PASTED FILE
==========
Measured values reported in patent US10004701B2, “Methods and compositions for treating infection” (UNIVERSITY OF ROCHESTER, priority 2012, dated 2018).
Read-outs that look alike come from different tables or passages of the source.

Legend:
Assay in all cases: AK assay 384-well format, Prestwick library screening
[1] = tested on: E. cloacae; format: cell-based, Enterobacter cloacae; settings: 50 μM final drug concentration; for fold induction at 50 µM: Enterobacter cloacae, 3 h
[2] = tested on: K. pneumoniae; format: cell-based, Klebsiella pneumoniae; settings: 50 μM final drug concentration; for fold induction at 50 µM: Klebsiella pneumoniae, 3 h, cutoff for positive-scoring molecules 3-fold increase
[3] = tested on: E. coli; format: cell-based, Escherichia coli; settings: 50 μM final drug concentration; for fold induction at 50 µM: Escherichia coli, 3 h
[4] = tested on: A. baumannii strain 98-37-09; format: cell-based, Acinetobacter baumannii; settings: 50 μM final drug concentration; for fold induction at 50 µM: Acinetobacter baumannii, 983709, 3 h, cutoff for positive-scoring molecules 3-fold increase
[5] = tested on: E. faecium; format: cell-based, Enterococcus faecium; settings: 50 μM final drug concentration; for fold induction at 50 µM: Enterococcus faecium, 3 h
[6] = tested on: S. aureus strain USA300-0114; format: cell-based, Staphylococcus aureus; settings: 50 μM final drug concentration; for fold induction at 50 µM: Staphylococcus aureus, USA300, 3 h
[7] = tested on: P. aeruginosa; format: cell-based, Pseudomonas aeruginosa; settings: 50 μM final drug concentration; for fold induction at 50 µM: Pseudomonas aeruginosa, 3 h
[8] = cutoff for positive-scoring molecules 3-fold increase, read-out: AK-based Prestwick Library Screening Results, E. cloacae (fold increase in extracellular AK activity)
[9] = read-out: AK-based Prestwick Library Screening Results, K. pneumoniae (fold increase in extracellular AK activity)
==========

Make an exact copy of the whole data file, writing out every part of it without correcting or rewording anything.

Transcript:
Measured values reported in patent US10004701B2, “Methods and compositions for treating infection” (UNIVERSITY OF ROCHESTER, priority 2012, dated 2018).
Read-outs that look alike come from different tables or passages of the source.

Legend:
Assay in all cases: AK assay 384-well format, Prestwick library screening
[1] = tested on: E. cloacae; format: cell-based, Enterobacter cloacae; settings: 50 μM final drug concentration; for fold induction at 50 µM: Enterobacter cloacae, 3 h
[2] = tested on: K. pneumoniae; format: cell-based, Klebsiella pneumoniae; settings: 50 μM final drug concentration; for fold induction at 50 µM: Klebsiella pneumoniae, 3 h, cutoff for positive-scoring molecules 3-fold increase
[3] = tested on: E. coli; format: cell-based, Escherichia coli; settings: 50 μM final drug concentration; for fold induction at 50 µM: Escherichia coli, 3 h
[4] = tested on: A. baumannii strain 98-37-09; format: cell-based, Acinetobacter baumannii; settings: 50 μM final drug concentration; for fold induction at 50 µM: Acinetobacter baumannii, 983709, 3 h, cutoff for positive-scoring molecules 3-fold increase
[5] = tested on: E. faecium; format: cell-based, Enterococcus faecium; settings: 50 μM final drug concentration; for fold induction at 50 µM: Enterococcus faecium, 3 h
[6] = tested on: S. aureus strain USA300-0114; format: cell-based, Staphylococcus aureus; settings: 50 μM final drug concentration; for fold induction at 50 µM: Staphylococcus aureus, USA300, 3 h
[7] = tested on: P. aeruginosa; format: cell-based, Pseudomonas aeruginosa; settings: 50 μM final drug concentration; for fold induction at 50 µM: Pseudomonas aeruginosa, 3 h
[8] = cutoff for positive-scoring molecules 3-fold increase, read-out: AK-based Prestwick Library Screening Results, E. cloacae (fold increase in extracellular AK activity)
[9] = read-out: AK-based Prestwick Library Screening Results, K. pneumoniae (fold increase in extracellular AK activity)